As I thought about the verse for today it came to me that God’s foolishness is only foolish because we believe it is. We believe our wisdom is better, our ways are higher, and our thoughts are smarter. I know I wouldn’t do things the way God does, and God certainly doesn’t act in ways that always make sense to me.
That’s why this verse is comforting to me. No matter how much wisdom I might have, God’s foolishness is so much more. God is stronger than my weakness. Who else but Christ Jesus, God in the flesh, would promote the way of the cross, sacrifice, turning your cheek, and laying down your life? Fortunately, the wisdom of God, Christ Jesus, does just that. And he not only promotes these things but puts them into practice so that we can share in God’s wisdom.
Please pray the prayer for today with me: Heavenly Father, creator, and sustainer of all things, seen and unseen, thank you, God, for your wisdom and your foolishness. Thank you for the gift of Christ and for life itself. May we live in your wisdom and strength In Jesus’ name, we pray. Amen.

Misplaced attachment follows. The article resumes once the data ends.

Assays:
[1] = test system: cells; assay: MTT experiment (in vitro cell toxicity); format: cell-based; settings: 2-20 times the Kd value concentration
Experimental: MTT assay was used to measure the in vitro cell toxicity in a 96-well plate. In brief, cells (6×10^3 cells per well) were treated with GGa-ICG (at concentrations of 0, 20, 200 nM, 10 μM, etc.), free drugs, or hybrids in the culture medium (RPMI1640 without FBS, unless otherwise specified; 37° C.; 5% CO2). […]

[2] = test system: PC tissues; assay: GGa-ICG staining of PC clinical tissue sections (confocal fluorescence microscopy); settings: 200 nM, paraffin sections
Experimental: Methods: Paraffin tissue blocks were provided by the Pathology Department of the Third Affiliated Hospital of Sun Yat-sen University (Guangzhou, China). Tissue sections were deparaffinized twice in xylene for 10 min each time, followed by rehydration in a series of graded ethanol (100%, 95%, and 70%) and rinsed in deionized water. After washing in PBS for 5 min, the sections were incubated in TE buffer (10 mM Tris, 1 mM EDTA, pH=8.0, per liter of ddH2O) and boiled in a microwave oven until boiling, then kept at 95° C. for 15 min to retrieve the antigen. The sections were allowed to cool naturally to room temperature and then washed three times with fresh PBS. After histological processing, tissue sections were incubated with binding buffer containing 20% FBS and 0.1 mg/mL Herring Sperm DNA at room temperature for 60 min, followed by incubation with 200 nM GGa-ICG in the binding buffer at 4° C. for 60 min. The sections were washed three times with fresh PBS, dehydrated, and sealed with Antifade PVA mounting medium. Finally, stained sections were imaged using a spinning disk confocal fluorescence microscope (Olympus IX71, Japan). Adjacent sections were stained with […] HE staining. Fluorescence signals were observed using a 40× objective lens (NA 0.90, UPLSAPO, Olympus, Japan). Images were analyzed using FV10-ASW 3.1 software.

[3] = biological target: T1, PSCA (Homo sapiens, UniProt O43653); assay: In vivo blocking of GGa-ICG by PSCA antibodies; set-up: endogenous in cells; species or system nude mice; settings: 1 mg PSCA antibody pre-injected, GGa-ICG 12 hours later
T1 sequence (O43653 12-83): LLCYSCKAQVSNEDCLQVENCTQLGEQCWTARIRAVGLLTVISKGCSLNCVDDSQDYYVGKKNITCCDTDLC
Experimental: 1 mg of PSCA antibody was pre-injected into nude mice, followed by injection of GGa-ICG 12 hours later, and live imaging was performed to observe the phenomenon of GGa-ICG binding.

Today’s devotion for today is based on Saint Paul’s words to the Roman congregations as they are recorded for us in Romans 13:8, “Let no debt remain outstanding, except the continuing debt to love one another.”
This phrase describes something unique. This is not a debt in the sense that I need to pay something off to God before I get something good in return. Jesus has already paid the debt of my sin in full. I stand forgiven. I am at peace. Heaven awaits.
In light of all this, something extraordinary happens. The more this good news sinks in, the greater the gratitude grows. Jesus’ free gift of forgiveness empowers you and me to obligate ourselves in love to others. That, my dear brothers and sisters in Christ, is the debt Saint Paul is speaking of in this verse.
Please pray the prayer for today with me: Heavenly Father, creator, and sustainer of all things, seen and unseen, thank you for all you have done for me. Give me opportunities to show your love through my love toward others. In Jesus’ name, we pray. Amen.
Today’s devotion for today is based on Daniel 9:18, “My God, pay attention and hear me. Open your eyes and see all the terrible things that have happened to us.”